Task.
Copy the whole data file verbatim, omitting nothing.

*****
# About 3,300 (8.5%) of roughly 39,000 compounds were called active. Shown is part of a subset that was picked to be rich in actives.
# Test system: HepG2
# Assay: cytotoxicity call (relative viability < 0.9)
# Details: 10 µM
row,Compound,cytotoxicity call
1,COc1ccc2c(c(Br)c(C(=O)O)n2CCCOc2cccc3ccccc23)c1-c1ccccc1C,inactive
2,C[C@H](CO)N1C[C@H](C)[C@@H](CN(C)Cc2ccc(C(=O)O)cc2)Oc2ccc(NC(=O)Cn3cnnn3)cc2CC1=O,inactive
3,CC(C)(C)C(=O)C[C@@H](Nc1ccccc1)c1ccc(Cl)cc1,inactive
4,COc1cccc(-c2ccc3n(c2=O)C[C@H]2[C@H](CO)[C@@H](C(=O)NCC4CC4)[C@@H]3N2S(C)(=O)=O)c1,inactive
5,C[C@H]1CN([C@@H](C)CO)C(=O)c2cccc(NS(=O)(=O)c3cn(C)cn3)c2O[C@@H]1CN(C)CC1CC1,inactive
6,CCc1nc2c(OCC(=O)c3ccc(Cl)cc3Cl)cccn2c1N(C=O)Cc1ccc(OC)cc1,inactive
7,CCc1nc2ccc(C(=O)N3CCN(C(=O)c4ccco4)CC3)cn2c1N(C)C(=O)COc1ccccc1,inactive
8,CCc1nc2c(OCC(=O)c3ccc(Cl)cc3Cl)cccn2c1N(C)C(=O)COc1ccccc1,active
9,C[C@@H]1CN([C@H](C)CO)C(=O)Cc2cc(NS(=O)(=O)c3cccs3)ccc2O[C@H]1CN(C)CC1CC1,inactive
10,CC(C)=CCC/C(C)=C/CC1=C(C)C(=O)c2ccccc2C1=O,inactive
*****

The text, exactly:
# About 3,300 (8.5%) of roughly 39,000 compounds were called active. Shown is part of a subset that was picked to be rich in actives.
# Test system: HepG2
# Assay: cytotoxicity call (relative viability < 0.9)
# Details: 10 µM
row,Compound,cytotoxicity call
1,COc1ccc2c(c(Br)c(C(=O)O)n2CCCOc2cccc3ccccc23)c1-c1ccccc1C,inactive
2,C[C@H](CO)N1C[C@H](C)[C@@H](CN(C)Cc2ccc(C(=O)O)cc2)Oc2ccc(NC(=O)Cn3cnnn3)cc2CC1=O,inactive
3,CC(C)(C)C(=O)C[C@@H](Nc1ccccc1)c1ccc(Cl)cc1,inactive
4,COc1cccc(-c2ccc3n(c2=O)C[C@H]2[C@H](CO)[C@@H](C(=O)NCC4CC4)[C@@H]3N2S(C)(=O)=O)c1,inactive
5,C[C@H]1CN([C@@H](C)CO)C(=O)c2cccc(NS(=O)(=O)c3cn(C)cn3)c2O[C@@H]1CN(C)CC1CC1,inactive
6,CCc1nc2c(OCC(=O)c3ccc(Cl)cc3Cl)cccn2c1N(C=O)Cc1ccc(OC)cc1,inactive
7,CCc1nc2ccc(C(=O)N3CCN(C(=O)c4ccco4)CC3)cn2c1N(C)C(=O)COc1ccccc1,inactive
8,CCc1nc2c(OCC(=O)c3ccc(Cl)cc3Cl)cccn2c1N(C)C(=O)COc1ccccc1,active
9,C[C@@H]1CN([C@H](C)CO)C(=O)Cc2cc(NS(=O)(=O)c3cccs3)ccc2O[C@H]1CN(C)CC1CC1,inactive
10,CC(C)=CCC/C(C)=C/CC1=C(C)C(=O)c2ccccc2C1=O,inactive